Micro Focus’s Advanced Authentication (AA) is an open framework that allows just about any authentication type to be plugged into it. With its open architecture, AA allows organizations to future proof their environment so they can always have the freedom to adopt the latest without the fear of vendor lock-in.
Troy Drewry, product manager for Advanced Authentication, I presented a BrightTalk webcast tilted, “The Five Most Creative Ways that Organizations are using Advanced Authentication,” that shares the transformations we’re seeing in authentication among our customers, both install base as well as in new implementations.
It has been interesting to see the adoption of advanced authentication technologies continue to accelerate as the dynamics behind that growth expand to new business models. Overall, we’re seeing an evolution in the approach to user verification across a broadening set of technologies and user assumptions. While core, typical security use cases like remote access continue to be a strong driver of authentication infrastructure investments, user convenience is becoming more table stakes. The struggle is to make authentication strong without also creating an experience that is too cumbersome for users that ultimately blocks consumer interaction. In fact, if done right, strong authentication makes interactions and transaction more convenient than ever before.
Here are the first two creative ways
Keeping the fridge stocked… case in point is the smart refrigerators that let you make purchases using a touchscreen that is embedded in its door. With these new refrigerators, you can place an order when you notice that someone has cleaned out all the yogurt or as you consumed that last portion of mayonnaise. These refrigerators can also be configured with a built-in internal camera that spots items to invoke purchases of items that need to be replenished. For either of these scenarios to be viable in the market consumer trust is essential. Think how essential security becomes to not only make transactions secure but also to keep consumer account and other personal information safe from exploitation or misuse. To ease potential customer apprehension about placing unwanted orders, say 100 chocolate bars by teen’s friends, these auto shopping appliances come equipped with workflows that allow the buyer, i.e., the person on the hook to pay the bill, to approve orders for purchase via an app on their smartphone.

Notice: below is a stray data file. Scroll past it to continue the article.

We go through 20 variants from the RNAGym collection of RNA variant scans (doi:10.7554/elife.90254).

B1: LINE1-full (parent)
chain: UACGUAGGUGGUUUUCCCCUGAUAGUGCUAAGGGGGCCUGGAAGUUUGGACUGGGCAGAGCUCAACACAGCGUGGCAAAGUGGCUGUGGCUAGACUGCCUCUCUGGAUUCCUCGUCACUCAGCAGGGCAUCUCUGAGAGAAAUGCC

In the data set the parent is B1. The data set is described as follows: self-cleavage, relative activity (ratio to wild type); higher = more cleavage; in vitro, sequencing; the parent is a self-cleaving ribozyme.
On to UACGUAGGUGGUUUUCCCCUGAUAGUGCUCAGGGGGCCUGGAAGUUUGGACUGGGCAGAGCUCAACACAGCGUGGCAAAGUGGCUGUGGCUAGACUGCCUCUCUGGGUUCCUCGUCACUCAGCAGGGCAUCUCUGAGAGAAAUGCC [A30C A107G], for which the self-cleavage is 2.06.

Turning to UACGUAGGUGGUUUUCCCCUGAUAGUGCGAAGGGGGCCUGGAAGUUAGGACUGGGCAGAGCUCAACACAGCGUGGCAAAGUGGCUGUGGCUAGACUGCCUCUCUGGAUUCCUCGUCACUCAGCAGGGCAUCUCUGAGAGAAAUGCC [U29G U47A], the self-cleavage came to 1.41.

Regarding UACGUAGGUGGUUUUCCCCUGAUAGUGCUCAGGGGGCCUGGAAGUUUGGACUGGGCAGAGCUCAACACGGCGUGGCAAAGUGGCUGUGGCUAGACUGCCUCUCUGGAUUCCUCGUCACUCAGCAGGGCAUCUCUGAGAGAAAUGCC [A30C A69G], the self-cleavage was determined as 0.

Making your car smarter… taking a look at the evolution of the automotive industry. Among others, Jeep, Nissan, and Tesla have all learned their lessons on the perils of not securing their communications to their customer’s connected autos. It’s another reminder that hackers, criminals, and other outsiders are always on the lookout to exploit the unprotected. The issue of strong authentication to connected cars is paramount because the number of electronic components in vehicles will nearly double in the next five years. Not only is the use of electronic control units, telemetric control units, entertainment systems quickly expanding, they are increasingly continuously connected and electronically secured. Drivers are now able to unlock their cars, access remote music and get messages all from their smart apps. Vendors can get car use and health information remotely. Each year, the level of connectivity and control evolves in sophistication, raising the stakes of vulnerability. We currently have a major auto manufacturer implementing AA to secure their facilities as well as their connected automobiles in which they sell and offer services.
For the full list of creative uses of AA, catch the replay of the webcast Creative Ways that Organizations are using Advanced Authentication. Troy goes into ways AA is being used in healthcare, banking/retail, and ID systems. With all of the advancements we’re seeing in strong authentication we should probably make this webcast an annual update.
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